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Florida Matters: Media Trends

Daylina Miller
WUSF's Carson Cooper, Tampa Bay Business Journal special projects director Chris Wilkerson and USF Tampa journalism professor Wayne Garcia on Dec. 2 at WUSF.

How are people consuming news these days -- and how is that changing?

We recently welcomed an audience from Leadership Tampa into our studio for a taping of a Florida Matters discussion on media trends with Tampa Bay Business Journal special projects director Chris Wilkerson and USF Tampa journalism professor Wayne Garcia.

This week on Florida Matters (Tuesday, Dec. 15 at 6:30 p.m. and Sunday, Dec. 20 at 7:30 a.m.), we’re featuring highlights of that conversation, along with questions from the audience.  

Hear a preview of the conversation.


GARCIA: The real fundamental disruption in terms of news is that everyone now is part of the news process. All of you all are all consumers of news and information. Everybody in this audience is also a producer, an editor, of news. It doesn’t make you a journalist. But think about it. You curate and aggregate information on your Facebook page for your friends. Oh, look at this. You should see this, too. Now, you didn’t produce that information originally, but we see now major news events are being covered by people who happen to be there with a cell phone.

So, you have this thing where journalists used to be the producers and the audience were the consumers. Now, journalists are both consumers and producers; audience, consumers and producers. And none of us really understand how to make a lot of sense out of the glut of information. It’s been likened to trying to drink out of a fire hose full open. You have so much – what do you believe?

WILKERSON: Right, and you’re also the distributor now. So, it used to be, we had a department at the newspaper called circulation, and they were in charge of going out and finding the audience. Then we evolved over to the point where the journalists on Twitter and on Facebook were trying to find audience, and build a Twitter following. And now what we’ve realized is our stuff – and we pay very close attention to how well our stuff does. We know to the click how many times somebody looked at each story. Now we’ve realized that those stories do best when you guys share them, when you guys see those stories and say, oh, my group needs to see this story, so you’ve become our circulation department, especially on social.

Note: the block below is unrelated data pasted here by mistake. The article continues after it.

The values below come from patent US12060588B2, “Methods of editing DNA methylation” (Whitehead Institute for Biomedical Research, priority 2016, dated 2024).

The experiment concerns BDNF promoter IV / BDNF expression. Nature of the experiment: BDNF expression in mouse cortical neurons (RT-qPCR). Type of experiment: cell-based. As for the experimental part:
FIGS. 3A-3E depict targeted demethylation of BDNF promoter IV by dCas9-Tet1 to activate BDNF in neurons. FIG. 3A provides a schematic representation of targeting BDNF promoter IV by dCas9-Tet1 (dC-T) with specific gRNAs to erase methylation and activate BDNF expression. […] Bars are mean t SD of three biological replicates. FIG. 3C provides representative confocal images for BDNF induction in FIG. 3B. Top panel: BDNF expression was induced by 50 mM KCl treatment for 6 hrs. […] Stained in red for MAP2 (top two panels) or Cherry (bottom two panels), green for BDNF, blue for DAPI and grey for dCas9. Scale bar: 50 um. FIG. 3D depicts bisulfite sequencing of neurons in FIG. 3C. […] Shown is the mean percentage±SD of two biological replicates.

COOPER: It’s kind of a déjà vu here, this internet versus newspaper thing. Back in the 30s, it was radio versus newspaper. The staticky, upstart radio soon figured out it could deliver news directly to consumers. No need for newspapers, at the time, some thought. Just like today, newspapers were livid back then about radio using its news copy unauthorized. Now, I’m happy to see radio these days is doing its own news thing, but radio is facing a new set of challenges these days as well, right, Wayne Garcia?

GARCIA: Well, yeah, you’ve got terrestrial versus satellite, although I think the satellite is not performing quite the way that I think the satellite companies would like it to perform. But a lot of what you see in radio is this deconstruction of traditional watching. And before we went on air, the general manager here said that most people still watch television sort of in the traditional sense, but the growing way that it’s consumed and -- certainly among the millennial audience -- is a deconstructive way with individual videos, individual soundbites. And so everyone’s trying to figure out how do you have that virality? How do you get people to share information? It’s real easy to share videos. Everyone sort of likes to see them. It’s real easy to share visual and photos. They seem to be dramatic. Audio is one of those things, there’s actually been a lot of articles written about why doesn’t audio go viral? You think about it, you never go, oh, wow, listen to that. I gotta share that. So that’s one of the challenges of radio. It’s a marvelous medium, theater of the mind, it can really put you in places that no other medium can put you in, and yet its traditional way of being consumed now faces this challenge to make that technological leap.